Cigar carries that weight to 15th in a row After Boston triumph, 6-year-old is one shy of tying 1949 record; Next race set for June 30; 130 highweight, field pose no great obstacles

BOSTON — BOSTON -- With one swooping romp into the final turn, Cigar devoured mediocre opponents in yesterday's Massachusetts Handicap at Suffolk Downs and moved within one win of Citation's modern-day, North American record of 16 straight victories.

The Maryland-bred Cigar paid the minimum $2.20 on a $2 win bet as he barely strained to capture the 1 1/8 -mile MassCap in 1 minute, 49 3/5 seconds. The perfecta with second-place finisher Personal Merit, 2 1/4 lengths back, paid a mere $4.80.


But wagering wasn't the main issue. History was. And Cigar inched closer to a record that has stood for nearly half a century: the legendary Citation's 16 wins in a row in 1948 and '49.

In earning $400,000 and boosting his North American record for career earnings to nearly $8.1 million, Cigar became the first winner of the MassCap since Whirlaway in 1942 to carry 130 pounds. Cigar's ability to race for the first time with that much weight -- the jockey, saddle and lead weights assigned older horses in handicap races -- was perhaps his greatest obstacle.


Also, this was his first competition since his demanding race March 27 in the Middle East -- the $4 million Dubai World Cup, where, for the first time, Cigar was challenged in the stretch and forced to empty his tank of talent and drive.

Some horses never recover from a grueling race like that. But Cigar seemed in fine shape yesterday and now, with No. 15 behind him, he looks forward to trying to match Triple Crown winner Citation's record June 30 in the Hollywood Gold Cup Handicap in California.

"He showed us he's back, and he's ready for more," said Cigar's trainer, Bill Mott. "This next race isn't going to be an easy one."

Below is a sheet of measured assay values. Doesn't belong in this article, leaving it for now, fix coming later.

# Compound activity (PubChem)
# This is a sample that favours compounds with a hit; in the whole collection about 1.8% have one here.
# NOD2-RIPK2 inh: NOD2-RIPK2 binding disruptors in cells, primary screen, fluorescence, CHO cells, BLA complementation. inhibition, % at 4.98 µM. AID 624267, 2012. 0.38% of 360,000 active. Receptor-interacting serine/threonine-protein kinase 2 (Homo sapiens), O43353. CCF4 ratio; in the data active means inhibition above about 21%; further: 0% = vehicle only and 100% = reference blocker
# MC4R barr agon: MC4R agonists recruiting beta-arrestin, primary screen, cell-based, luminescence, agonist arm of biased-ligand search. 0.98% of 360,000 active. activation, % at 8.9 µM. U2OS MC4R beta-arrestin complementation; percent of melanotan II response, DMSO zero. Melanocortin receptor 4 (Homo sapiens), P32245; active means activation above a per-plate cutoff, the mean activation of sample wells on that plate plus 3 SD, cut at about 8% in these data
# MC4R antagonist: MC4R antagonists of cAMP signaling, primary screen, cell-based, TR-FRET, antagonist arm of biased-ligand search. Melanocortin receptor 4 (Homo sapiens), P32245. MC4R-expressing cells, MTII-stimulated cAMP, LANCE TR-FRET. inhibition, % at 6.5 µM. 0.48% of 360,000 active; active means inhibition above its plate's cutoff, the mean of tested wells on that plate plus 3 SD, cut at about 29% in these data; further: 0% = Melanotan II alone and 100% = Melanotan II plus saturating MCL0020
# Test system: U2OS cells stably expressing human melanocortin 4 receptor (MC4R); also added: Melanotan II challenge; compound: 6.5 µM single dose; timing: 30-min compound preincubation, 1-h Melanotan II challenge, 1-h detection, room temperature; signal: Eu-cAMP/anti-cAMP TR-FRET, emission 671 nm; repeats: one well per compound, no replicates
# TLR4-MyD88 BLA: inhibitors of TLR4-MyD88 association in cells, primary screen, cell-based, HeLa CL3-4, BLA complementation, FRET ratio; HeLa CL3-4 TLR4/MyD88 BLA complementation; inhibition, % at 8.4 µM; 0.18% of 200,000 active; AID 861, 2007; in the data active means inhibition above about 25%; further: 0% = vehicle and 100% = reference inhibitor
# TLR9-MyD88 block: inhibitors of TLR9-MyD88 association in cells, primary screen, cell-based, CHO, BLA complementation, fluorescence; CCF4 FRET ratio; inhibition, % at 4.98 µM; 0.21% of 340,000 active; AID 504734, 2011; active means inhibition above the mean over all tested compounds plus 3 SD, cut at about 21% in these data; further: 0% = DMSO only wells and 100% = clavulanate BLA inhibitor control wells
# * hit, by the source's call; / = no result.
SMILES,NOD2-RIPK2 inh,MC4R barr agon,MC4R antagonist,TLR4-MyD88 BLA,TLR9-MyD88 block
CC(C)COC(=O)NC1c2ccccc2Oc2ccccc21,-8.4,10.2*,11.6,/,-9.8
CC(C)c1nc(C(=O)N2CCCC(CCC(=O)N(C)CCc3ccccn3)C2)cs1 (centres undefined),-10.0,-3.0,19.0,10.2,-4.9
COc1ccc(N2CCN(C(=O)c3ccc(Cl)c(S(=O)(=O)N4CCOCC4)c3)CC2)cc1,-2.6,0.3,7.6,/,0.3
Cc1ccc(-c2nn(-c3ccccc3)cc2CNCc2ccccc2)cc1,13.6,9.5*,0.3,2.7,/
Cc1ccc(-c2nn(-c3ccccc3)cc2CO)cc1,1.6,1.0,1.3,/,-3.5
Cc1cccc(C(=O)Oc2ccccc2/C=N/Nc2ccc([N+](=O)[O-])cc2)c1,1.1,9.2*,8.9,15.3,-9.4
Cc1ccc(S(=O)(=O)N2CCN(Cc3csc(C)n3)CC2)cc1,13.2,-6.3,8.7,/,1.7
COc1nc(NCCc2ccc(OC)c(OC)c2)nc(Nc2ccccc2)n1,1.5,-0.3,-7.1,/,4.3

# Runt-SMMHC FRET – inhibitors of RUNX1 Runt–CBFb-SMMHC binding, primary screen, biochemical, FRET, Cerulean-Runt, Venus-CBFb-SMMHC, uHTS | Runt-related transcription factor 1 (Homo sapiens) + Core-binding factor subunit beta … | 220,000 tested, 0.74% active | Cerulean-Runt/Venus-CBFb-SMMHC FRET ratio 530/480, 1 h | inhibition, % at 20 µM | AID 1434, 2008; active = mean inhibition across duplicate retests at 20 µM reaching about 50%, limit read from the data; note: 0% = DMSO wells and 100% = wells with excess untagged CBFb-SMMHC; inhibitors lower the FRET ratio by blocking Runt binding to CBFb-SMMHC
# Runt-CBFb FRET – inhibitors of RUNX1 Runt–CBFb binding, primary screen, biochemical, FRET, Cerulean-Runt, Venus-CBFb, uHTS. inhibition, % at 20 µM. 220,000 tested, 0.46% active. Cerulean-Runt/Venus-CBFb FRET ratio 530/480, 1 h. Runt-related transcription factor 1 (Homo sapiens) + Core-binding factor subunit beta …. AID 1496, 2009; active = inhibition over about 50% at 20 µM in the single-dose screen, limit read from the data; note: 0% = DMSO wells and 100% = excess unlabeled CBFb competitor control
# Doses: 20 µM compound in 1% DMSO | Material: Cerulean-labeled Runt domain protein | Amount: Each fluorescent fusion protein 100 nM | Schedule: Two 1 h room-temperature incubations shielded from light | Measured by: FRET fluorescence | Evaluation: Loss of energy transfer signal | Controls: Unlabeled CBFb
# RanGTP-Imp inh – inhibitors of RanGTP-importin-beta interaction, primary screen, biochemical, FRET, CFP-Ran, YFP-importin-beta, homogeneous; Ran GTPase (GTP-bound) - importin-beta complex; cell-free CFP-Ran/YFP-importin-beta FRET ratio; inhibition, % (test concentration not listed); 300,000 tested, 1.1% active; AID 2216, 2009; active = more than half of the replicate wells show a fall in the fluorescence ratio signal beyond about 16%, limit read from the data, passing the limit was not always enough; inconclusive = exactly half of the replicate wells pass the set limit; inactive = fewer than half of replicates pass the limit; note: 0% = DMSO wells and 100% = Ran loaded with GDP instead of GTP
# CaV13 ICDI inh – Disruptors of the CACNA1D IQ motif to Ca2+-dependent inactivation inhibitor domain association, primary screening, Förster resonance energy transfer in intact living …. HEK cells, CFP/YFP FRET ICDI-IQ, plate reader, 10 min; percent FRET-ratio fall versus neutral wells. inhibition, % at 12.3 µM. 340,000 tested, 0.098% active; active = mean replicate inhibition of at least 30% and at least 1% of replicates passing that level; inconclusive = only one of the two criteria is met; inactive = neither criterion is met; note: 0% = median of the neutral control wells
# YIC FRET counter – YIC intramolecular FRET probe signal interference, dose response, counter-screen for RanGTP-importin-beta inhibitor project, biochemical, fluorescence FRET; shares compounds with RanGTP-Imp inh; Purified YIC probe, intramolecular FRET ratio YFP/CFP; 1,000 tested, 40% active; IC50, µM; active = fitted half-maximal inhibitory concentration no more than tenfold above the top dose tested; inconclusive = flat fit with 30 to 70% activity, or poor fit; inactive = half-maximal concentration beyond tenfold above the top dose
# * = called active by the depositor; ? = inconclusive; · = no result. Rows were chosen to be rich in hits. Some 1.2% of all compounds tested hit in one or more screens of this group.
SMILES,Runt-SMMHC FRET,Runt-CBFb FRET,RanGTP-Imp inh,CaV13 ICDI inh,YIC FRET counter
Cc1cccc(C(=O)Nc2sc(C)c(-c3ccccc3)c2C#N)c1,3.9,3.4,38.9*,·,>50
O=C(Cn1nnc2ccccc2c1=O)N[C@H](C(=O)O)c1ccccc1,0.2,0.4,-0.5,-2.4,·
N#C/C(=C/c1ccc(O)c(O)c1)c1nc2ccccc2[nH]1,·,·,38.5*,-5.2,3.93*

In the Gold Cup, Cigar probably will meet Soul of the Matter, who nearly subdued him in Dubai. That rematch would be one of the most highly anticipated races in recent years.

Cigar's reception yesterday again verified that, in addition to being one of the greatest thoroughbreds in history, he is a genuine star in today's racing world.

His audience on the backside as he walked from his barn toward the track before the race resembled a Fourth of July parade -- beaming, excited people of all ages snapping pictures, applauding or watching in quiet respect.

"Go get 'em, Billy," someone hollered to Mott. "Just don't win by too much."

Then, as Cigar stepped onto the track toward the paddock, fans at the rail -- first four or five deep, then eight to 10 deep, and finally, one mass of humanity -- cheered and clapped and yelled encouragement.


"Thanks for bringing him back," they yelled. "Thank you, Billy."

Cigar won last year's MassCap -- the eighth victory of his streak. And his warm reception from New Englanders was a factor in Mott bringing his star back for yesterday's command performance.

The track sold T-shirts that read: "Cigar . . . The Second Coming." Track management provided a state police escort for Cigar's van Friday from the Connecticut line to Suffolk Downs.

The cheers continued yesterday as Cigar entered the paddock, FTC as his jockey, Jerry Bailey, hopped aboard, and as Cigar loosened up during the post parade. And then the race began.

Cigar broke a step slowly, but quickly gained his stride. As the field of six passed the grandstand for the first time, Cigar settled into fourth, behind the battling front-runners, Prolanzier, a 6-year-old New England veteran, and Will to Reign, an 8-year-old gelding running his 75th race. In third, just ahead of Cigar, was Northern Ensign, a New York allowance runner.

They remained in order around the first turn. But down the backstretch, Cigar glided past Northern Ensign. Then, approaching the final turn, he stormed past the two tiring early speedsters.


And the joyous crowd of 24,125 roared.

Cigar began pulling away by four lengths. It looked as if he might win by a dozen. But Personal Merit, Cigar's one legitimate challenger, rallied on the inside and cut the final margin to 2 1/4 lengths.

Bailey barely moved aboard Cigar, the no-nonsense, 6-year-old model of consistency. But as they approached the wire, Bailey worked his hands forward and back along the brown horse's neck.

"He does get into a little slower mode when he puts away the field," Bailey said. "I have to do a few things that let him know he's still in a horse race. It's pretty subtle, but he knows it."

Bailey acknowledged that this was one of Cigar's easiest races.

"I'm just happy he's won another one," the Hall of Fame jockey said. "I'm aware of the record, and I think everybody in the world has to be of the streak by now. Heck, Cigar's so smart he's probably aware of it."


Even Cigar's opponents recognized the significance of the event.

"I'm totally thrilled," said Sheila McKenna-Santage, assistant trainer to Martin Wolfson, who saddled the runner-up. "It's a total honor for us to finish second to Cigar."

And in a quiet moment after the race, Cigar's owner, aviation magnate Allen E. Paulson, was asked whether he could expect anything more from his obliging champion.

"Yeah," Paulson said, smiling. "No. 16."

Pub Date: 6/02/96